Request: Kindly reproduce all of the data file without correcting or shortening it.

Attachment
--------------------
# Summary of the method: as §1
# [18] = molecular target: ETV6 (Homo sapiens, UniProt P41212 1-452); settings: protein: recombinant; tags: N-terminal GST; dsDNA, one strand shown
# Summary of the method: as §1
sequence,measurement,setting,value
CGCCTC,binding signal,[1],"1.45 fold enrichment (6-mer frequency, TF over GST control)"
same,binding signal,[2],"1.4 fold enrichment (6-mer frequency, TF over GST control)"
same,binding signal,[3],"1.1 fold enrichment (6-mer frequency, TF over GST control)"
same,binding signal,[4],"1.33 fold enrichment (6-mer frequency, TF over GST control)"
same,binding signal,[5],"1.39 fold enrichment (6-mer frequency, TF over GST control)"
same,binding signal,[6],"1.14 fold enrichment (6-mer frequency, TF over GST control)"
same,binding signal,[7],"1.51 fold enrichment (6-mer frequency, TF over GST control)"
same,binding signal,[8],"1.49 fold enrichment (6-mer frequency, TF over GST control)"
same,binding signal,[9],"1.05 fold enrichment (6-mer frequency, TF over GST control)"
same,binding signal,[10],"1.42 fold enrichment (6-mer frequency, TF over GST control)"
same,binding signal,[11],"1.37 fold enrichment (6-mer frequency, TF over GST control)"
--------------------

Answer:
# Summary of the method: as §1
# [18] = molecular target: ETV6 (Homo sapiens, UniProt P41212 1-452); settings: protein: recombinant; tags: N-terminal GST; dsDNA, one strand shown
# Summary of the method: as §1
sequence,measurement,setting,value
CGCCTC,binding signal,[1],"1.45 fold enrichment (6-mer frequency, TF over GST control)"
same,binding signal,[2],"1.4 fold enrichment (6-mer frequency, TF over GST control)"
same,binding signal,[3],"1.1 fold enrichment (6-mer frequency, TF over GST control)"
same,binding signal,[4],"1.33 fold enrichment (6-mer frequency, TF over GST control)"
same,binding signal,[5],"1.39 fold enrichment (6-mer frequency, TF over GST control)"
same,binding signal,[6],"1.14 fold enrichment (6-mer frequency, TF over GST control)"
same,binding signal,[7],"1.51 fold enrichment (6-mer frequency, TF over GST control)"
same,binding signal,[8],"1.49 fold enrichment (6-mer frequency, TF over GST control)"
same,binding signal,[9],"1.05 fold enrichment (6-mer frequency, TF over GST control)"
same,binding signal,[10],"1.42 fold enrichment (6-mer frequency, TF over GST control)"
same,binding signal,[11],"1.37 fold enrichment (6-mer frequency, TF over GST control)"